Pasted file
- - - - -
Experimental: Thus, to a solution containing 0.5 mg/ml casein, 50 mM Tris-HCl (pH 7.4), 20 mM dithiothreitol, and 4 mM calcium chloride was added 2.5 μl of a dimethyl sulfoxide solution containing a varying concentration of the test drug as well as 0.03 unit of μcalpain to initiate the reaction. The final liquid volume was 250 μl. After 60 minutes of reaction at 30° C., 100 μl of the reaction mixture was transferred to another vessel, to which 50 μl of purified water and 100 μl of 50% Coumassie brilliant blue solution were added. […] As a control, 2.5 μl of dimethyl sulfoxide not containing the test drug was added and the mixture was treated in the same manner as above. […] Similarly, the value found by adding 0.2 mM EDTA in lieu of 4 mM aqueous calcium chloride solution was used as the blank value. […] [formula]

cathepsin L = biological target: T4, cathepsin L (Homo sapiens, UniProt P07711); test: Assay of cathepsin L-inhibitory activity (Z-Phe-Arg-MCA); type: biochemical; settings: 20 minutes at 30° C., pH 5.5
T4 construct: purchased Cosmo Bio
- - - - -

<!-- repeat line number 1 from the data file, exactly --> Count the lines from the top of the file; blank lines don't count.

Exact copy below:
Experimental: Thus, to a solution containing 0.5 mg/ml casein, 50 mM Tris-HCl (pH 7.4), 20 mM dithiothreitol, and 4 mM calcium chloride was added 2.5 μl of a dimethyl sulfoxide solution containing a varying concentration of the test drug as well as 0.03 unit of μcalpain to initiate the reaction. The final liquid volume was 250 μl. After 60 minutes of reaction at 30° C., 100 μl of the reaction mixture was transferred to another vessel, to which 50 μl of purified water and 100 μl of 50% Coumassie brilliant blue solution were added. […] As a control, 2.5 μl of dimethyl sulfoxide not containing the test drug was added and the mixture was treated in the same manner as above. […] Similarly, the value found by adding 0.2 mM EDTA in lieu of 4 mM aqueous calcium chloride solution was used as the blank value. […] [formula]